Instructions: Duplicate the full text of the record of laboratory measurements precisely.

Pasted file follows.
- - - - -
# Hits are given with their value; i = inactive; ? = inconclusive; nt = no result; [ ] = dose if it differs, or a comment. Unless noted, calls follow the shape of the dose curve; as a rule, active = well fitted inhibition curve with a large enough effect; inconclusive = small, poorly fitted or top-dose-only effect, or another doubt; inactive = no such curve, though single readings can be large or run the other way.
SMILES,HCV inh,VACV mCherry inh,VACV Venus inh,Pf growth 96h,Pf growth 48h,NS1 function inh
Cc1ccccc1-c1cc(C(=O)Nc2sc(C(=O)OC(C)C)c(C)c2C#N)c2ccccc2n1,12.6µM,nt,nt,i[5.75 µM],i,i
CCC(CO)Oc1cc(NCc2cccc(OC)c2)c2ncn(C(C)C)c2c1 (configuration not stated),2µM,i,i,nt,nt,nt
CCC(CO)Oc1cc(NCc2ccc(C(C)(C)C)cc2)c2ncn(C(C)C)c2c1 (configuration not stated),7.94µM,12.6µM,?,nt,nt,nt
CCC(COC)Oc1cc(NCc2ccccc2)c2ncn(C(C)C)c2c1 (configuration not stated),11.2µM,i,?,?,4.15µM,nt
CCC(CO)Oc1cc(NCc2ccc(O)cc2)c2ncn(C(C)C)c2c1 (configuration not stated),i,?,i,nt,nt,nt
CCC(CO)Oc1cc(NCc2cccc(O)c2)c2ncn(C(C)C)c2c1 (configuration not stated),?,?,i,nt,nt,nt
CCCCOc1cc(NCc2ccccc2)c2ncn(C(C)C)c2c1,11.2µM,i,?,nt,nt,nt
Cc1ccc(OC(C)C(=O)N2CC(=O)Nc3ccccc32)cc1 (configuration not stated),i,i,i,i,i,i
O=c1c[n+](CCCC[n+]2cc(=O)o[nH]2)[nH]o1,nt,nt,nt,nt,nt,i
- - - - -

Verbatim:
# Hits are given with their value; i = inactive; ? = inconclusive; nt = no result; [ ] = dose if it differs, or a comment. Unless noted, calls follow the shape of the dose curve; as a rule, active = well fitted inhibition curve with a large enough effect; inconclusive = small, poorly fitted or top-dose-only effect, or another doubt; inactive = no such curve, though single readings can be large or run the other way.
SMILES,HCV inh,VACV mCherry inh,VACV Venus inh,Pf growth 96h,Pf growth 48h,NS1 function inh
Cc1ccccc1-c1cc(C(=O)Nc2sc(C(=O)OC(C)C)c(C)c2C#N)c2ccccc2n1,12.6µM,nt,nt,i[5.75 µM],i,i
CCC(CO)Oc1cc(NCc2cccc(OC)c2)c2ncn(C(C)C)c2c1 (configuration not stated),2µM,i,i,nt,nt,nt
CCC(CO)Oc1cc(NCc2ccc(C(C)(C)C)cc2)c2ncn(C(C)C)c2c1 (configuration not stated),7.94µM,12.6µM,?,nt,nt,nt
CCC(COC)Oc1cc(NCc2ccccc2)c2ncn(C(C)C)c2c1 (configuration not stated),11.2µM,i,?,?,4.15µM,nt
CCC(CO)Oc1cc(NCc2ccc(O)cc2)c2ncn(C(C)C)c2c1 (configuration not stated),i,?,i,nt,nt,nt
CCC(CO)Oc1cc(NCc2cccc(O)c2)c2ncn(C(C)C)c2c1 (configuration not stated),?,?,i,nt,nt,nt
CCCCOc1cc(NCc2ccccc2)c2ncn(C(C)C)c2c1,11.2µM,i,?,nt,nt,nt
Cc1ccc(OC(C)C(=O)N2CC(=O)Nc3ccccc32)cc1 (configuration not stated),i,i,i,i,i,i
O=c1c[n+](CCCC[n+]2cc(=O)o[nH]2)[nH]o1,nt,nt,nt,nt,nt,i